Instead, future policy analyses of MA and FFS spending must be holistic. In addition to analyzing statutory program spending, analysts must consider component-by-component costs and the cost to both taxpayers and beneficiaries for the construction of a holistic health benefit package in both the FFS and MA programs. This could include analysis of taxpayer/beneficiary costs and induced demand as MA plans buy down Parts A and B beneficiary cost-sharing versus the much greater induced demand from FFS beneficiaries with Medigap, as nearly three-quarters of beneficiaries with Medigap are without any cost sharing.

    Policymakers should also look to equalize the treatment of MA and FFS Medicare, promote value-based care, and differentiate between good and bad actors. If policymakers are concerned that MA is coded differently than FFS, regulators should look to improve coding accuracy for both programs. Solutions could include using artificial intelligence to crawl charts as a means of equalizing payment. In conjunction, policymakers could budget for thorough chart audits of FFS and MA populations to better measure differential coding. Other policies could include promoting site-neutral payments, competitive telehealth pricing, and tech-assisted and tech-driven solutions that reduce cost and expand access.

    If MA program spending driven by inflated, formulaic benchmarks is a primary concern, policymakers could also consider staged reforms to Medigap plans, long a focus for programmatic reform; they could address the previously mentioned induced demand in FFS Medicare, driven by a lack of cost sharing created by Medigap, through the implementation of value-based insurance design in Medigap plans. Other policy alternatives worth exploring include larger geographies for plan bidding or benchmark reform through competitive bidding inclusive of FFS Medicare, with rigorous consumer protections such as grandfathering and risk corridors to protect vulnerable beneficiaries. To combat overpayments due to star ratings, policymakers and regulators could eliminate double-bonus counties (counties with high MA penetration and low FFS Medicare spending receive double bonuses) and steward the creation of a uniform quality ratings program for both FFS and MA.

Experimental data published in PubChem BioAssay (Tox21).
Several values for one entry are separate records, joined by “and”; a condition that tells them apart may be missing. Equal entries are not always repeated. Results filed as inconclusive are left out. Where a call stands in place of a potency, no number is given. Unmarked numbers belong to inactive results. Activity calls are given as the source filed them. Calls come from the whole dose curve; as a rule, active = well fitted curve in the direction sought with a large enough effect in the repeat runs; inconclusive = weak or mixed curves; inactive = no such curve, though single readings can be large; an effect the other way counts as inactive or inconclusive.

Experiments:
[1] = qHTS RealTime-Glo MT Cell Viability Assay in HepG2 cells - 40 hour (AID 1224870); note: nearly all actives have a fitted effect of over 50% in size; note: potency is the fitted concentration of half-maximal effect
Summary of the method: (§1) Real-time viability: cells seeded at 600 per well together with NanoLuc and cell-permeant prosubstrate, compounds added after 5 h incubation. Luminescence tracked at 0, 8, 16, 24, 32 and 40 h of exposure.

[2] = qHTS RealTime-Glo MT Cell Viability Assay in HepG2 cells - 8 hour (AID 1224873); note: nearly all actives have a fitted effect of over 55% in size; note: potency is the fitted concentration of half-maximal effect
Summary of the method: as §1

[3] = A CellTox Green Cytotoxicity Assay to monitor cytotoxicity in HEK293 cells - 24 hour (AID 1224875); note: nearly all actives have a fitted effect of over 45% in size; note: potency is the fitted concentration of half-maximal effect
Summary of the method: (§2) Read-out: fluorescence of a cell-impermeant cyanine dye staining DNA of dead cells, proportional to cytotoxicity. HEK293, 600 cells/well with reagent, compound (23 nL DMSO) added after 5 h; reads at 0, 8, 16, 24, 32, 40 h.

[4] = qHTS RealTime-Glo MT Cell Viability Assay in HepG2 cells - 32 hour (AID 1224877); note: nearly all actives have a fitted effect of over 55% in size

To address high drug costs, regulators could mirror best practices in Medicaid and use managed care tools to implement value-based contracting for revolutionary new therapies. To better support consumers, regulators should improve the plan finder to help provide beneficiaries with more transparent cost and benefits information. Finally, with an increasingly complex Medicare population and changing delivery system, policymakers should support a diversity of beneficiaries through modernization and mass customization versus product or benefit standardization.

    Indiscriminate, across-the-board program cuts would harm the millions of elderly and poor beneficiaries enrolled in MA. Policymakers should undertake a “measure twice, cut once” ethos, internalizing consumer protection as a core principle. Creative, contemporary policy solutions that preserve the strengths and minimize the weaknesses of the MA program should be coupled with simultaneous improvements to FFS Medicare, as the two programs are inextricably linked. While MA is imperfect, population-based payment provides the flexibility to meet the varying needs of America’s increasingly diverse population while creating a long-term framework for continuing the transition from volume to value.

    Authors' Note

    We would like to acknowledge the years of hard work on implementing and improving the Medicare Advantage and Part D Prescription drug programs by Jeffrey Kelman, MD, MMSc, the former Chief Medical Officer of CMS whose curiosity and skepticism inspired us all.

    Kenny Kan is Chief Actuary of Horizon BCBS, which operates MA plans. The views expressed are the authors’ own and not necessarily those of their employers or affiliations.

  • 30 May 2024 9:52 AM | Anonymous

    Senate Finance Committee Chair Ron Wyden, D-Ore., and Ranking Member Mike Crapo, R-Idaho, released a white paper May 17 outlining policy concepts regarding pay reform for Medicare physicians. The paper highlights areas that could undergo reform, including: creating sustainable payment updates to ensure clinicians can own and operate their practices; incentivizing alternative payment models that reward better care provided at a lower cost; how Medicare measures quality care; improving primary care; supporting chronic care benefits in Medicare fee-for-service; and ensuring continued telehealth access.

    Click here to view the white paper: https://www.finance.senate.gov/imo/media/doc/051723_phys_payment_cc_white_paper.pdf

  • 30 May 2024 9:48 AM | Anonymous

    Medicare Advantage is the dominant form of Medicare, and questions loom for payers, providers and policymakers alike in the year ahead.